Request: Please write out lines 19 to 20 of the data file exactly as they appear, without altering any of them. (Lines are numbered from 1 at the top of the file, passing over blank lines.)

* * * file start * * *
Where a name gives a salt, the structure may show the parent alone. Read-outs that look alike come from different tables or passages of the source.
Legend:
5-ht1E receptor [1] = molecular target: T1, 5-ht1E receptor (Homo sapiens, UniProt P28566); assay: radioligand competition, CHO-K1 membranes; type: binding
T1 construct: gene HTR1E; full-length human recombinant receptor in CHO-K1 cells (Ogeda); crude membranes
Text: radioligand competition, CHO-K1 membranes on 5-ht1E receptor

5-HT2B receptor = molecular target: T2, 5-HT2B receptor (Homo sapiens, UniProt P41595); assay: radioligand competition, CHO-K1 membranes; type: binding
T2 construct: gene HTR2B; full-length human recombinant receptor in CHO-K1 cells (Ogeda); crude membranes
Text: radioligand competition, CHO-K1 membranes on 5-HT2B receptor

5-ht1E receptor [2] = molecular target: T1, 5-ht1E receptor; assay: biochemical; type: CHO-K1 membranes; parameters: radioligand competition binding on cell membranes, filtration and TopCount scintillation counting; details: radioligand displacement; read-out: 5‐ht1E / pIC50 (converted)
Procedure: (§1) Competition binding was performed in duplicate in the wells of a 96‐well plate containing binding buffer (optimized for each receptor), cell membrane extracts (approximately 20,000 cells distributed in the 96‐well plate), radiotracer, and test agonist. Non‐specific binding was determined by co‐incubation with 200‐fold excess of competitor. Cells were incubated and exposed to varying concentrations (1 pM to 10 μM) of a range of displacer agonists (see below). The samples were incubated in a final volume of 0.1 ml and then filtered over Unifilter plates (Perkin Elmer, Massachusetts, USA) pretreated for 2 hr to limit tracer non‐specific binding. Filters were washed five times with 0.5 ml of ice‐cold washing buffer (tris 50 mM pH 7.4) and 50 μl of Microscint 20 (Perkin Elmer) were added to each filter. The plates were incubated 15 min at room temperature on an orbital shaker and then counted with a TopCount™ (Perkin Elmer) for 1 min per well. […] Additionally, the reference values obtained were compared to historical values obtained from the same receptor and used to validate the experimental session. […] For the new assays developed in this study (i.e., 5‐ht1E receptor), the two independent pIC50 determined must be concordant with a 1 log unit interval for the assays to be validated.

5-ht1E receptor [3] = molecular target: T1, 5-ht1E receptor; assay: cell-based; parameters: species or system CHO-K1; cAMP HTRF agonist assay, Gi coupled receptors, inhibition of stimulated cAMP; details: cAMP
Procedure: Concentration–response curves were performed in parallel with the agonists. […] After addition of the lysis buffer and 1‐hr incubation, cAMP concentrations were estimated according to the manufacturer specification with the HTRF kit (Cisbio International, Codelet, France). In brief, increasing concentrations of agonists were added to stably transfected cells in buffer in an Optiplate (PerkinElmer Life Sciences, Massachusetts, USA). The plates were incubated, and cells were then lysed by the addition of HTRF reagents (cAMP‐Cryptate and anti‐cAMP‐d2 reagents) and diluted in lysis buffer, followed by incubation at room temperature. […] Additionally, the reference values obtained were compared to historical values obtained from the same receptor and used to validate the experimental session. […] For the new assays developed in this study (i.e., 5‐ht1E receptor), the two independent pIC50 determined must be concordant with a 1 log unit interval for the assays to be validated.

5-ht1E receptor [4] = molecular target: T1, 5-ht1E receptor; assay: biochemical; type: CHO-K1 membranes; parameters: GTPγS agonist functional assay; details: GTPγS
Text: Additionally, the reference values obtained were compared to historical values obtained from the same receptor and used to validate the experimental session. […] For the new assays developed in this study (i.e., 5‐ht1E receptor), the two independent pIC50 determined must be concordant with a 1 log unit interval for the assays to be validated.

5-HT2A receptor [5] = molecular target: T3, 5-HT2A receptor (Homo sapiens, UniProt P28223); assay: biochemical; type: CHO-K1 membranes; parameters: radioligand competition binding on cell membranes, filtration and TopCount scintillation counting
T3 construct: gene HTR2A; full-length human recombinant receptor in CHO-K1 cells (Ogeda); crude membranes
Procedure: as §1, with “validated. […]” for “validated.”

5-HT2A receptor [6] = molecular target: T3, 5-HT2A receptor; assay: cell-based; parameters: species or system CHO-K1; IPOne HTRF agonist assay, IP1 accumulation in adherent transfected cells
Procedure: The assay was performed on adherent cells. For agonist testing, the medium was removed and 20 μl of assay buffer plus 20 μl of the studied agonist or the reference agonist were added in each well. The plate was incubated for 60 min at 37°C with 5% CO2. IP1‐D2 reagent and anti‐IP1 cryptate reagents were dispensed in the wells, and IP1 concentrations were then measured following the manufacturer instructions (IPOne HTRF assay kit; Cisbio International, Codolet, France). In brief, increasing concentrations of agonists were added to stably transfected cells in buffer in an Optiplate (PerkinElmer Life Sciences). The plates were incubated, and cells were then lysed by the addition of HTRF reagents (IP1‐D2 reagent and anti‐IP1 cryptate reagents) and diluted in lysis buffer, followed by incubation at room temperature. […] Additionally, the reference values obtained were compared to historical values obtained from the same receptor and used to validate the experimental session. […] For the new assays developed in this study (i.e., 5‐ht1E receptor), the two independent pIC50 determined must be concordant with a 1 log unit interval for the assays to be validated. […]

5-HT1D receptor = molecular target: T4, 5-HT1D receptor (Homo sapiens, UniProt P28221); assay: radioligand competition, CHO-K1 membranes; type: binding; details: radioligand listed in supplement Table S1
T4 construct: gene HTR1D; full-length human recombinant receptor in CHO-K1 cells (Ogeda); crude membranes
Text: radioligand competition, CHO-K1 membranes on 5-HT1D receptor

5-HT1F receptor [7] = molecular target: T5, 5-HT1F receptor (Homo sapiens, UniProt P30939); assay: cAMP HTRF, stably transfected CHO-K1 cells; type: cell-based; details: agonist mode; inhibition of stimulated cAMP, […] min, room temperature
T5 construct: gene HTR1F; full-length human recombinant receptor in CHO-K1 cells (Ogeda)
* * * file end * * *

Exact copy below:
Procedure: The assay was performed on adherent cells. For agonist testing, the medium was removed and 20 μl of assay buffer plus 20 μl of the studied agonist or the reference agonist were added in each well. The plate was incubated for 60 min at 37°C with 5% CO2. IP1‐D2 reagent and anti‐IP1 cryptate reagents were dispensed in the wells, and IP1 concentrations were then measured following the manufacturer instructions (IPOne HTRF assay kit; Cisbio International, Codolet, France). In brief, increasing concentrations of agonists were added to stably transfected cells in buffer in an Optiplate (PerkinElmer Life Sciences). The plates were incubated, and cells were then lysed by the addition of HTRF reagents (IP1‐D2 reagent and anti‐IP1 cryptate reagents) and diluted in lysis buffer, followed by incubation at room temperature. […] Additionally, the reference values obtained were compared to historical values obtained from the same receptor and used to validate the experimental session. […] For the new assays developed in this study (i.e., 5‐ht1E receptor), the two independent pIC50 determined must be concordant with a 1 log unit interval for the assays to be validated. […]

5-HT1D receptor = molecular target: T4, 5-HT1D receptor (Homo sapiens, UniProt P28221); assay: radioligand competition, CHO-K1 membranes; type: binding; details: radioligand listed in supplement Table S1